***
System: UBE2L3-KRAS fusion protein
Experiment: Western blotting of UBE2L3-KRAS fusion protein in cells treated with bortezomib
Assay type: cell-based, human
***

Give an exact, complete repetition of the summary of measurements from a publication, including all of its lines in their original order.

System: UBE2L3-KRAS fusion protein
Experiment: Western blotting of UBE2L3-KRAS fusion protein in cells treated with bortezomib
Assay type: cell-based, human